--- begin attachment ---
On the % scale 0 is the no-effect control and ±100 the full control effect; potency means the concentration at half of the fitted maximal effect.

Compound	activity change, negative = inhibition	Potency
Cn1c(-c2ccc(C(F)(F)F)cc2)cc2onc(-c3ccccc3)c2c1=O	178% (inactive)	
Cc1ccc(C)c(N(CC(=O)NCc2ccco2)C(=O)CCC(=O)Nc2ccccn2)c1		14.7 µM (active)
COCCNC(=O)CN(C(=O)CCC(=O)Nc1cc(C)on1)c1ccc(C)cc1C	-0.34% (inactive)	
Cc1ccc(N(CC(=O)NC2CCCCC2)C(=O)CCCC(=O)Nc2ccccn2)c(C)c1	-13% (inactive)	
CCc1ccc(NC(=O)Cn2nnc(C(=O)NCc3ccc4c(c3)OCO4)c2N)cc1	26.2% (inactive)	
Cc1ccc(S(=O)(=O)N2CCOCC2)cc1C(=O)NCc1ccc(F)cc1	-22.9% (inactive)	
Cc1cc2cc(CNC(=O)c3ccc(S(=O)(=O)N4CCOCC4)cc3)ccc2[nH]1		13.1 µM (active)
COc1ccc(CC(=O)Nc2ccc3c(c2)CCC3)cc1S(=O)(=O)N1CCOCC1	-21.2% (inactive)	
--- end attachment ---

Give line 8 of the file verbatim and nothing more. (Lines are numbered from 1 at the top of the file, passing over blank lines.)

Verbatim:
Cc1ccc(S(=O)(=O)N2CCOCC2)cc1C(=O)NCc1ccc(F)cc1	-22.9% (inactive)	